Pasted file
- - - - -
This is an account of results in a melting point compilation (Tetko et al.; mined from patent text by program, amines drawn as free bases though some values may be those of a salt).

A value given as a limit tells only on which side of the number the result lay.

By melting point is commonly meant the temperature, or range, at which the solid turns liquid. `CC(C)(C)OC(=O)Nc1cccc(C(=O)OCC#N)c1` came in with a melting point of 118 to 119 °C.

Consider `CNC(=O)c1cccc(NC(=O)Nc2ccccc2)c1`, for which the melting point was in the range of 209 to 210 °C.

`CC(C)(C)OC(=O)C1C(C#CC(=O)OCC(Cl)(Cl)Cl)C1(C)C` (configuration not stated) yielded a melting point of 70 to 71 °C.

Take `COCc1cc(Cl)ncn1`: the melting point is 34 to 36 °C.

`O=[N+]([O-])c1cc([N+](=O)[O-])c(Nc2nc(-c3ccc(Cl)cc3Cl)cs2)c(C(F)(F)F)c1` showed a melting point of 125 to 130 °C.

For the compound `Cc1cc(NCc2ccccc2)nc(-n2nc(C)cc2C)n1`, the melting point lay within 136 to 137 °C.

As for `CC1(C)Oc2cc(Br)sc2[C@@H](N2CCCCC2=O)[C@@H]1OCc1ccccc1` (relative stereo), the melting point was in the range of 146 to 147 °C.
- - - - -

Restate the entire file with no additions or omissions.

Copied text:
This is an account of results in a melting point compilation (Tetko et al.; mined from patent text by program, amines drawn as free bases though some values may be those of a salt).

A value given as a limit tells only on which side of the number the result lay.

By melting point is commonly meant the temperature, or range, at which the solid turns liquid. `CC(C)(C)OC(=O)Nc1cccc(C(=O)OCC#N)c1` came in with a melting point of 118 to 119 °C.

Consider `CNC(=O)c1cccc(NC(=O)Nc2ccccc2)c1`, for which the melting point was in the range of 209 to 210 °C.

`CC(C)(C)OC(=O)C1C(C#CC(=O)OCC(Cl)(Cl)Cl)C1(C)C` (configuration not stated) yielded a melting point of 70 to 71 °C.

Take `COCc1cc(Cl)ncn1`: the melting point is 34 to 36 °C.

`O=[N+]([O-])c1cc([N+](=O)[O-])c(Nc2nc(-c3ccc(Cl)cc3Cl)cs2)c(C(F)(F)F)c1` showed a melting point of 125 to 130 °C.

For the compound `Cc1cc(NCc2ccccc2)nc(-n2nc(C)cc2C)n1`, the melting point lay within 136 to 137 °C.

As for `CC1(C)Oc2cc(Br)sc2[C@@H](N2CCCCC2=O)[C@@H]1OCc1ccccc1` (relative stereo), the melting point was in the range of 146 to 147 °C.